Pep Talk: Three Risk-Taking Lessons Every Starting Entrepreneur Must Know

Risk-taking has become a reflex to entrepreneurs. In almost every stage in the business journey, there’s a gamble they need to make. At the start, there’s the pivotal point of leaving a stable job with a steady paycheck and test a new, untried business idea. Then, there’s the decision to trust a new partner or an investor. Later on, there’s the opportunity to explore a different industry or expand the product line. And then comes the need to relinquish control and pass the baton to the next leader.

If you’re aspiring to become a successful entrepreneur, you need to learn how to approach these different shades of gambles. Here are some lessons about risk-taking that can help in your journey:

1. Uncertainties are part of the reality of doing business

You simply can’t avoid risks, precisely because they’re inherent and essential in business. Without uncertainties, there can never be opportunities for exploration. If there are no such opportunities, then there’s no growth. Taking risks is most important in fast-paced industries, like the food business, where preferences and tastes change quickly. The hungry market goes to businesses who fill the gaps of uncertainties.

Of course, it’s a fact that risks make people uncomfortable. Naturally, people would want as much control as they can over situations. That’s why the key to overcoming the fear of taking risks is to acknowledge the fact that uncertainties are the norm in business, that there’s simply no other way. If you can embrace this wholeheartedly, you’ll grow more comfortable in taking risks.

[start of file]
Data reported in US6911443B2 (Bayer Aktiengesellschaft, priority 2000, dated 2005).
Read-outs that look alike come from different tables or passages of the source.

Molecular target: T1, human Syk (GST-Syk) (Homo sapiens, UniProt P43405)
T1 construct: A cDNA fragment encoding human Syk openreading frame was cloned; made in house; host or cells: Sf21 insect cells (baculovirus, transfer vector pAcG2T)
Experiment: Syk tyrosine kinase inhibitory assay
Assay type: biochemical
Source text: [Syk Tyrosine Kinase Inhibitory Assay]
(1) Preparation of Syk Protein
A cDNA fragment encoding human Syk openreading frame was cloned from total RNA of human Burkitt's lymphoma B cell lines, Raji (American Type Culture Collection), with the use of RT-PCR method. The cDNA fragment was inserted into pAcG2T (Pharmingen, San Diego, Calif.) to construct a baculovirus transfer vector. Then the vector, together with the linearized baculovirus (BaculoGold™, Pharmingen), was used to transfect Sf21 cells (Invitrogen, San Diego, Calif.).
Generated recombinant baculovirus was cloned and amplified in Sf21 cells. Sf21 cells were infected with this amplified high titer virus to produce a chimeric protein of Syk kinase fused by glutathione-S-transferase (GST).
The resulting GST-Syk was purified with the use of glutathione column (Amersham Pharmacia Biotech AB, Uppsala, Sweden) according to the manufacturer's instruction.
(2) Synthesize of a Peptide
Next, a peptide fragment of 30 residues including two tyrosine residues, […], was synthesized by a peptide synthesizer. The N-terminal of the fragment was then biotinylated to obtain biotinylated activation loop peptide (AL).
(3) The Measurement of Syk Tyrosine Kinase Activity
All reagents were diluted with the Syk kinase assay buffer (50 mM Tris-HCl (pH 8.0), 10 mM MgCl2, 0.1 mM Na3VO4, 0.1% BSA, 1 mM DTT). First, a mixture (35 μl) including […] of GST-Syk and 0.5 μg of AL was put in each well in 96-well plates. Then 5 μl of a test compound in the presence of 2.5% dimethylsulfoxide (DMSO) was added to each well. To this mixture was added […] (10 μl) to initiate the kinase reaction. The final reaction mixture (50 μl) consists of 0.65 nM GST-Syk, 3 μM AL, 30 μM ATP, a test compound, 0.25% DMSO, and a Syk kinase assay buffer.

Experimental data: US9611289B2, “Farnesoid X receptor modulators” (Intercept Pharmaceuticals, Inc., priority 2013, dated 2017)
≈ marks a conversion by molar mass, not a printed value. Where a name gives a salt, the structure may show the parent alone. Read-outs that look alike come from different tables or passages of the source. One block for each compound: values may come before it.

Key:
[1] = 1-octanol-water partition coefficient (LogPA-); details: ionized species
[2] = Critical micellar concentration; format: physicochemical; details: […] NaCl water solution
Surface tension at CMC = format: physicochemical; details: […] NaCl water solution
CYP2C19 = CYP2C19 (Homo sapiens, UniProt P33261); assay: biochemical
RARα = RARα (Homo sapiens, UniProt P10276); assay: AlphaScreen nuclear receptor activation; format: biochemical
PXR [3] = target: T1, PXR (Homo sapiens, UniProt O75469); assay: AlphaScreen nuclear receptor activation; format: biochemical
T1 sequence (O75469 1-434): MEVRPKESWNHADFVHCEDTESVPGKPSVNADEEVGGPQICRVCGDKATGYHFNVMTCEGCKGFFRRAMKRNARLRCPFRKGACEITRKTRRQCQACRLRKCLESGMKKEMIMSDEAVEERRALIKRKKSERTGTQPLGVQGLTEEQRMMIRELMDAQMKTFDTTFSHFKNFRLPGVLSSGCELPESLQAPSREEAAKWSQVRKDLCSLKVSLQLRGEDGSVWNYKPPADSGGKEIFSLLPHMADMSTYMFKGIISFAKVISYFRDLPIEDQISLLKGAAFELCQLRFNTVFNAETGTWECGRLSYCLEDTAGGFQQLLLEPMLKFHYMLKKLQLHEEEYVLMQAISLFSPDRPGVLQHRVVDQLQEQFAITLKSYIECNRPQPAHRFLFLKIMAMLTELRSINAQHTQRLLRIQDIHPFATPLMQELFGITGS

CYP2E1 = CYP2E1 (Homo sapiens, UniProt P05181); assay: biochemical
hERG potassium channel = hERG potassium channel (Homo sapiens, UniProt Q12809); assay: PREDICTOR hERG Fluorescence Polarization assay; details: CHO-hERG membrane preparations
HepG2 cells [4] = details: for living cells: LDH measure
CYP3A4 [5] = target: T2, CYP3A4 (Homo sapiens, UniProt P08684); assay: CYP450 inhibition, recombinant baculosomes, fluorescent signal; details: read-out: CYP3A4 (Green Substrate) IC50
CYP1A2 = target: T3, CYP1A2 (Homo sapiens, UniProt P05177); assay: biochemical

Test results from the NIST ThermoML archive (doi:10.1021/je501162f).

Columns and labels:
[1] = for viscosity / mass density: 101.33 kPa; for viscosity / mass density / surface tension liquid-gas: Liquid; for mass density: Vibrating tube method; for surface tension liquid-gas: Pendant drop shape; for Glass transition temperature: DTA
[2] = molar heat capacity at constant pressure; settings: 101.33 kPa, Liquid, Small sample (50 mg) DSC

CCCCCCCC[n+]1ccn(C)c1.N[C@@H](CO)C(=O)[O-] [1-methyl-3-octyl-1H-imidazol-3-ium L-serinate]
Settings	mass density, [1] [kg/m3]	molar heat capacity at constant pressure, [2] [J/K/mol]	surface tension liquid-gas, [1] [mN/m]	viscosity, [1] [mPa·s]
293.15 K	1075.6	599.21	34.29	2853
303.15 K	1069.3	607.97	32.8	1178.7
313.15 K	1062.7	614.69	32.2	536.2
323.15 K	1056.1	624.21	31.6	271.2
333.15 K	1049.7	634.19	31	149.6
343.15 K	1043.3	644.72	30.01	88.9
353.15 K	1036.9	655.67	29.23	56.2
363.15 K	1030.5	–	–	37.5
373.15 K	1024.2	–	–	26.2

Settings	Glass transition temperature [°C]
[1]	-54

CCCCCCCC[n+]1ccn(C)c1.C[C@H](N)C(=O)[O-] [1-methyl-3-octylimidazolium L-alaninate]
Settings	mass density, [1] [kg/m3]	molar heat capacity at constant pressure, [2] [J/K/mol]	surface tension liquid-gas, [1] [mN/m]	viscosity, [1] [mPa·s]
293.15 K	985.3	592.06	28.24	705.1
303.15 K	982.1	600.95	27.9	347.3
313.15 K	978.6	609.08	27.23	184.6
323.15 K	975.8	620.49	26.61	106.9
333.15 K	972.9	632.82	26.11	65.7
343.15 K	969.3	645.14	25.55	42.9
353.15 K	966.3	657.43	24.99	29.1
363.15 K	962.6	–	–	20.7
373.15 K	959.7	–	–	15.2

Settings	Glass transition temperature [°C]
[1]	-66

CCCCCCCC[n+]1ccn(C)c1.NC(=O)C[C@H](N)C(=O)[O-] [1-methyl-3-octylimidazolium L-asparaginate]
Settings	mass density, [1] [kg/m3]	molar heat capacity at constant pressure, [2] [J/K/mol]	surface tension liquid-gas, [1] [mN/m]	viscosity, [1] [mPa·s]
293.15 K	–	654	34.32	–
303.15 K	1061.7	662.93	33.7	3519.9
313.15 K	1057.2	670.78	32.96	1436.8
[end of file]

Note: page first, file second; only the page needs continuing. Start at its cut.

2. There’s a smart way to take risks

Business owner posing with her arms crossedContrary to popular opinion, taking risks in the business isn’t like jumping off a cliff and never knowing what’s on the other side. Seasoned entrepreneurs know how to take risks intelligently. The basic principle in managing risks is to find opportunities where if you fail, you would only lose some, but if you succeed, you could gain more. You can only do that when you plan carefully.

For instance, in the food industry, before starting a sandwich business or opening a cafe, it’s a standard business principle to do your homework — knowing as much as you can about the market, testing products, exploring different locations, etc. When you have more information in your hands, you’re not only building up your confidence in taking such a risk, but you’re increasing your chances for success and making this risk worth it.

3. Taking risks is contagious

It’s a fact that the more risk-takers you have in your social circle, the easier you adapt to that kind of thinking and attitude. When you’re building your team or finding mentors, always look for people who embrace uncertainties.

If you don’t know where to start, take inspiration from what most starting entrepreneurs do today: franchising. They choose to be a franchisee, not only because it’s a smart way to take the risk of starting a business, but also because they could learn how franchisors and their co-franchisees took risks and are continually taking risks in their business journey.

There’s no doubt about it, risks are the only thing permanent in the business life. If you don’t want to be left behind by the fast-paced industry, be comfortable with embracing uncertainties.

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